The compatibility between so-called penal paternalism and liberalism has been long discussed. The aim of this article is to show that p. p. does not actually represent an autonomous principle of criminalization. First of all, after having made a distinction between tutelary and despotic p., it is argued that the first one is nothing but a specific manifestation of the harm principle. As to the second, it is argued that struggling with it is a kind of shadow-boxing: criminal norms usually seen as tokens of it are instead expressions either of legal moralism (and should be dealt with as such) or (as is for tutelary paternalism) of the harm principle. In these last cases, the problem is that the harm principle itself is a far less stable ground for criminalization than antipaternalists seem to believe. Moreover, the article provides a critical account of the antipaternalists’ view on consent. The conclusion is thereby drawn that what in fact the debate on p. p. calls for is a thorough discussion of whether individuals have a ‘right to do wrong’ (even when this ‘wrong’ consists in self harming).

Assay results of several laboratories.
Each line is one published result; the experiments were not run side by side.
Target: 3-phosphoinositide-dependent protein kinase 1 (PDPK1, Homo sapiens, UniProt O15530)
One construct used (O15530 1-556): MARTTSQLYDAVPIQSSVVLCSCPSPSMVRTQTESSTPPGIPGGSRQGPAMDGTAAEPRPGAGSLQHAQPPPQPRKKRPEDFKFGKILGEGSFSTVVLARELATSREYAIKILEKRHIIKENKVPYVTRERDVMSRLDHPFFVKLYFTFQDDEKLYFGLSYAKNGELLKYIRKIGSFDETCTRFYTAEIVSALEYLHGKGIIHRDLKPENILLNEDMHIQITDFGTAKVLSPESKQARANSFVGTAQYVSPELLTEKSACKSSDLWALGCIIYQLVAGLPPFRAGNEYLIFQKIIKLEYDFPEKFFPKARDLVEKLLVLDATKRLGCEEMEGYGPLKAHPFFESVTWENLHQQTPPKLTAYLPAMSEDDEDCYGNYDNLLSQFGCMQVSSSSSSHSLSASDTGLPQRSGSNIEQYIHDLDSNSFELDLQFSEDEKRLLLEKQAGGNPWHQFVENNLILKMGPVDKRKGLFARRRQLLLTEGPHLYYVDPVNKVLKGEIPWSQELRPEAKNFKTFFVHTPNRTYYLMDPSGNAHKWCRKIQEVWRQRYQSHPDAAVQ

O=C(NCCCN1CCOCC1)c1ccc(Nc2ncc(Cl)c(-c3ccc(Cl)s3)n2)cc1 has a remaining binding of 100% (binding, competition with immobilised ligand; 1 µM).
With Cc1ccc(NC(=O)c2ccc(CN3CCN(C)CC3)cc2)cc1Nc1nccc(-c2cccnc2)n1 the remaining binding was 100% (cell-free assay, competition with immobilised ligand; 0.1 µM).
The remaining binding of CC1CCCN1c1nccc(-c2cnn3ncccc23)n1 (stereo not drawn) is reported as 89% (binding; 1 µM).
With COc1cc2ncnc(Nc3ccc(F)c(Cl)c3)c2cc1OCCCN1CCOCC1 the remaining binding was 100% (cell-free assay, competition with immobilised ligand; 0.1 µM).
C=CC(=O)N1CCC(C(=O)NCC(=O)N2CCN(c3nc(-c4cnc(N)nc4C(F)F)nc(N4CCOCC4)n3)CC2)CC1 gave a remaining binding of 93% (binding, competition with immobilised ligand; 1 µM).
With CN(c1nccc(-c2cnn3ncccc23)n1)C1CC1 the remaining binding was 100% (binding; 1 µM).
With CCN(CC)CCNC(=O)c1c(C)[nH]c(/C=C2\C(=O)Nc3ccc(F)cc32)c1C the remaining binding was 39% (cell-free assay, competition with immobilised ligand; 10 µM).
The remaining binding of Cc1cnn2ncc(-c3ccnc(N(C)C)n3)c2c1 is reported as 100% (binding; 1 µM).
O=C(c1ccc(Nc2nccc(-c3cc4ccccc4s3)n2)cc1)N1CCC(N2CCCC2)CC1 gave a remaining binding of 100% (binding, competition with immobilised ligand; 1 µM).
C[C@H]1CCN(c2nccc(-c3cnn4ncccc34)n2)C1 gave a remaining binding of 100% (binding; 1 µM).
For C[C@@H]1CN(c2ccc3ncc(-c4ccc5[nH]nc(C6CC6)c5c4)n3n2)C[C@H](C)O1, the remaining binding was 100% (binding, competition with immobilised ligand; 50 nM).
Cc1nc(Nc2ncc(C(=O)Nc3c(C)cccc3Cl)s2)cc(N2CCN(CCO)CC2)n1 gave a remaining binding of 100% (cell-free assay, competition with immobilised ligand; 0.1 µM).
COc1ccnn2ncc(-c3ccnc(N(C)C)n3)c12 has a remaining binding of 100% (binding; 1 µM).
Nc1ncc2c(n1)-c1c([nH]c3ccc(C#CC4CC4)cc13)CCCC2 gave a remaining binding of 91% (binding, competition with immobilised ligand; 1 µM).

|Numero di pagine||39|
|Rivista||RIVISTA ITALIANA DI DIRITTO E PROCEDURA PENALE|
|Stato di pubblicazione||Published - 2014|